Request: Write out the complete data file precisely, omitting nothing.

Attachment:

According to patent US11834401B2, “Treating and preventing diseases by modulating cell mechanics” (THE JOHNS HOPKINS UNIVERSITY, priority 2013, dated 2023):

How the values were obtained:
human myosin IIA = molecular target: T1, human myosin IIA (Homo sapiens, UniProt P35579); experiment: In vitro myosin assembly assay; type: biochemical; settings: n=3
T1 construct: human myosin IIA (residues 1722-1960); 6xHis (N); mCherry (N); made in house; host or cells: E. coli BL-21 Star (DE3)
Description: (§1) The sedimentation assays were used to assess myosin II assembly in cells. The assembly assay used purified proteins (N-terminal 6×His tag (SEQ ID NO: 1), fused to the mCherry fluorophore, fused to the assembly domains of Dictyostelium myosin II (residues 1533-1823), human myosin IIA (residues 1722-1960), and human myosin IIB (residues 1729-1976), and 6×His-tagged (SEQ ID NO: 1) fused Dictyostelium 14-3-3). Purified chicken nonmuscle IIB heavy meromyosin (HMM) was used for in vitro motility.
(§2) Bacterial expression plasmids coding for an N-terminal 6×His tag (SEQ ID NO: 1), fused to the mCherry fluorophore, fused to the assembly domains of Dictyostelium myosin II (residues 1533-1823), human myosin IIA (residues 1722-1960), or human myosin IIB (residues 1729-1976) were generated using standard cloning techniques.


According to patent US11834401B2, “Treating and preventing diseases by modulating cell mechanics” (THE JOHNS HOPKINS UNIVERSITY, priority 2013, dated 2023):

How the values were obtained:
human myosin IIA = molecular target: T1, human myosin IIA (Homo sapiens, UniProt P35579); experiment: In vitro myosin assembly assay; type: biochemical; settings: n=3
T1 construct: human myosin IIA (residues 1722-1960); 6xHis (N); mCherry (N); made in house; host or cells: E. coli BL-21 Star (DE3)
Description: (§1) The sedimentation assays were used to assess myosin II assembly in cells. The assembly assay used purified proteins (N-terminal 6×His tag (SEQ ID NO: 1), fused to the mCherry fluorophore, fused to the assembly domains of Dictyostelium myosin II (residues 1533-1823), human myosin IIA (residues 1722-1960), and human myosin IIB (residues 1729-1976), and 6×His-tagged (SEQ ID NO: 1) fused Dictyostelium 14-3-3). Purified chicken nonmuscle IIB heavy meromyosin (HMM) was used for in vitro motility.
(§2) Bacterial expression plasmids coding for an N-terminal 6×His tag (SEQ ID NO: 1), fused to the mCherry fluorophore, fused to the assembly domains of Dictyostelium myosin II (residues 1533-1823), human myosin IIA (residues 1722-1960), or human myosin IIB (residues 1729-1976) were generated using standard cloning techniques.